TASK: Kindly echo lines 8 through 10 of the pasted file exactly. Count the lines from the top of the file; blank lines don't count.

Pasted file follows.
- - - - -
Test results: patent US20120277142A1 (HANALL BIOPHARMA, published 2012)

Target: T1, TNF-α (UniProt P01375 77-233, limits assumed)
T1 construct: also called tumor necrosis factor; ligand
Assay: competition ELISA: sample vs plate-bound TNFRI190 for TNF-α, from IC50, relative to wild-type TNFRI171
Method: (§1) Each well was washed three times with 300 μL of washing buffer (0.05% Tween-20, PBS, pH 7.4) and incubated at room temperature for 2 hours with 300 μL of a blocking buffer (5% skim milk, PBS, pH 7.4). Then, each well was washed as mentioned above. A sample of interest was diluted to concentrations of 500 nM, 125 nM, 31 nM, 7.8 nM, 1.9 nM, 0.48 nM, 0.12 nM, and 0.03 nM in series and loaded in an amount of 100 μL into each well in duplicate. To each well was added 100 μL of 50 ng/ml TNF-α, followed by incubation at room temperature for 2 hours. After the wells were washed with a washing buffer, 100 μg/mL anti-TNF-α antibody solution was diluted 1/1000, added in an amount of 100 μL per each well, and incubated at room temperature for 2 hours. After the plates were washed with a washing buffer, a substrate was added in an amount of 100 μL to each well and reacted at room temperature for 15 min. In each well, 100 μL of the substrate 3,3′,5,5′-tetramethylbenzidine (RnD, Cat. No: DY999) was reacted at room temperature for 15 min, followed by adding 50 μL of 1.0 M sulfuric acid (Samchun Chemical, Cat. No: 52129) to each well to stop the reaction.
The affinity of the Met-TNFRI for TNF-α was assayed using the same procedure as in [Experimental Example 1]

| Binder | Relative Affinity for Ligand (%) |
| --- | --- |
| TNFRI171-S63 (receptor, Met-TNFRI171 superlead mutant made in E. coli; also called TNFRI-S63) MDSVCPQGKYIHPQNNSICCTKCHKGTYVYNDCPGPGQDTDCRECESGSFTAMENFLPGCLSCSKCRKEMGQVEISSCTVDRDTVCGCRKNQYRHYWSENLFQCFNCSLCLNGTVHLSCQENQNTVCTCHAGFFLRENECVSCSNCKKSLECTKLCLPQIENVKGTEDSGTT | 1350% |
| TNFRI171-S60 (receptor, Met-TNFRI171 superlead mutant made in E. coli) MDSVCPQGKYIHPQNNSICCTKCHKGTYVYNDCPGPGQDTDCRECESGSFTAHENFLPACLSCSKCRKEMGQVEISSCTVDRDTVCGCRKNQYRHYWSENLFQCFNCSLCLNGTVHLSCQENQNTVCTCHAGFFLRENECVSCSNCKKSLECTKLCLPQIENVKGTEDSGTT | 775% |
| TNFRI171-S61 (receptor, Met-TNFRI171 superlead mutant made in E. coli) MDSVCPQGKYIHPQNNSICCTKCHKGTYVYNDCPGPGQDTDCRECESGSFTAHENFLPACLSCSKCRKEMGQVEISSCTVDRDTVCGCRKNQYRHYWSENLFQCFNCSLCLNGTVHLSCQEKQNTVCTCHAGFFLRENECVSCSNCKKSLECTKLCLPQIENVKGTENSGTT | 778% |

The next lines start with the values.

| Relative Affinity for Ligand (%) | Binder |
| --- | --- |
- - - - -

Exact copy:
| --- | --- |
| TNFRI171-S63 (receptor, Met-TNFRI171 superlead mutant made in E. coli; also called TNFRI-S63) MDSVCPQGKYIHPQNNSICCTKCHKGTYVYNDCPGPGQDTDCRECESGSFTAMENFLPGCLSCSKCRKEMGQVEISSCTVDRDTVCGCRKNQYRHYWSENLFQCFNCSLCLNGTVHLSCQENQNTVCTCHAGFFLRENECVSCSNCKKSLECTKLCLPQIENVKGTEDSGTT | 1350% |
| TNFRI171-S60 (receptor, Met-TNFRI171 superlead mutant made in E. coli) MDSVCPQGKYIHPQNNSICCTKCHKGTYVYNDCPGPGQDTDCRECESGSFTAHENFLPACLSCSKCRKEMGQVEISSCTVDRDTVCGCRKNQYRHYWSENLFQCFNCSLCLNGTVHLSCQENQNTVCTCHAGFFLRENECVSCSNCKKSLECTKLCLPQIENVKGTEDSGTT | 775% |